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Volume 20 No. 42
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NFL readies plans for season as short as 8 games

Editor's note: This story is revised from the print edition.

The NFL is considering season lengths for 2011 as short as eight regular-season games, half its normal number, as the league plans for the possibility of an abbreviated season because of the nearly three-month-long lockout, sources said.

An eight-game season could start in late November. Allowing for five weeks up front for free agency, training camps and perhaps one preseason game, the contingency suggests that the league and players could reach a deal on a new labor agreement as late as mid- to late October and still salvage a season.

"We have contingency planning for our contingency planning."
— Roger Goodell
NFL Commissioner
For now, the league has said its focus remains on playing a full season. Key owners and executives met face to face with player representatives last week in hopes of resolving the labor strife.

Asked at the owners’ spring meeting last month about the league’s contingency planning, NFL Commissioner Roger Goodell said, “We have contingency planning for our contingency planning.”

The NFL, in a statement, said, “If and when it becomes clear that we cannot play the schedule as it was announced, we will make the appropriate adjustments with an eye toward minimizing changes.”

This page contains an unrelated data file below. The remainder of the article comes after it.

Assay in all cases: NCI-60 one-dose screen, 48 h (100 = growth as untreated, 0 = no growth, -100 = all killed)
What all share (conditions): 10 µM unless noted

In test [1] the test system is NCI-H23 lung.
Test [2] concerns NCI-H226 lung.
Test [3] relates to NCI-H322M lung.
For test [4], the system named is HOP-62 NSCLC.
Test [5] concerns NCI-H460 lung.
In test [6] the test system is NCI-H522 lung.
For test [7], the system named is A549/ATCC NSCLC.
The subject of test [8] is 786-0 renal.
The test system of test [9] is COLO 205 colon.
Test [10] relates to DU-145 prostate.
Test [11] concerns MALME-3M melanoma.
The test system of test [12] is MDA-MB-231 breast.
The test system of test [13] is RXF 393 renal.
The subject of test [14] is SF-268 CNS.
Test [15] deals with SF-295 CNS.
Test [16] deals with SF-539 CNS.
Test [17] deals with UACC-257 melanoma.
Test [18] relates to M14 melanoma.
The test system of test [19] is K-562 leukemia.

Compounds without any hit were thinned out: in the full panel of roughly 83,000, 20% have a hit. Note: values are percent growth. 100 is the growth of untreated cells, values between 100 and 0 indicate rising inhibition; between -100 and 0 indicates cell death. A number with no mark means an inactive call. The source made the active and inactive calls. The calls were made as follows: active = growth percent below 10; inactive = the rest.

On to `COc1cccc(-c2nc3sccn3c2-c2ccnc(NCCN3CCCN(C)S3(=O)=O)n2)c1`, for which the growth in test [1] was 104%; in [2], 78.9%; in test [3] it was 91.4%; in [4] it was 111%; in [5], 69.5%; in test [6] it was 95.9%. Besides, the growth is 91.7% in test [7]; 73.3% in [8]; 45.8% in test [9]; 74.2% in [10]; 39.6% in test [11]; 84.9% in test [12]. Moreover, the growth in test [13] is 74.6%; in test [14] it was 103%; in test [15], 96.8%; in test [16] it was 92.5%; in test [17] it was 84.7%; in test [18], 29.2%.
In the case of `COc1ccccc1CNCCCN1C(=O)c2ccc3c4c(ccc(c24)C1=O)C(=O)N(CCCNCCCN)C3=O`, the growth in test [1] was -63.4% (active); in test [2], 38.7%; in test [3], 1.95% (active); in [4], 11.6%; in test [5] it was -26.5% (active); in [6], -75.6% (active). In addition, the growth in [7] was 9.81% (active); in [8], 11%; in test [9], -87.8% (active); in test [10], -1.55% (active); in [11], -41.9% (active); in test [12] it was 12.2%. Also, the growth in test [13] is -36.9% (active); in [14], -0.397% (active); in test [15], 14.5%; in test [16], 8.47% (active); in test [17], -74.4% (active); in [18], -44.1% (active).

The NFL announced a full, 16-game schedule for all teams on April 19.

Sources said the eight-game-season scenario is not one that’s been committed to, but it also has not been dismissed and is being studied along with other schedule permutations. How many divisional games would be played in an eight-game season, for example, is one issue the league’s competition committee would have to examine.

One of the sources said the Indianapolis Super Bowl Host Committee had been apprised of the eight-game scenario to ease its concern about losing the championship game, which is scheduled for Feb. 5. Indianapolis can delay that game date one week, if necessary.

In 1982, the NFL played only nine of its usual 16 games per team because of a player strike. A player strike in 1987 led to a 15-game schedule, with replacement players competing in three of those games.

The NFL has said it will not use replacement players this year.

A Super Bowl in an eight-game season is a consolation prize, said Roman Oben, a former player and current broadcaster.

“You have to talk about there being a gap in the product on the field because players didn’t get enough time to prepare properly for the rigors of the football season,” he said. “We are really running out of time. Everything will get affected.”

The NFL has previously said there is flexibility built into the schedule, so a few weeks can be lost without losing games. Bye weeks can be eliminated, the planned off week between the conference championship games and the Super Bowl can be lopped off, and Indianapolis can move the Super Bowl back a week.

The meeting last week between the players and owners was held pursuant to court mediation.

The 8th U.S. Circuit Court of Appeals was set to hear arguments last Friday on whether to lift the lockout. The NFL’s response to the players’ antitrust claims in Brady v. NFL was due today in Minnesota federal court.

The owners are scheduled to meet June 21 in Chicago, and a decision from the appeals court is expected soon after.

Indianapolis Colts owner Jim Irsay said last month a labor deal needs to be done by July 4 to save the full preseason.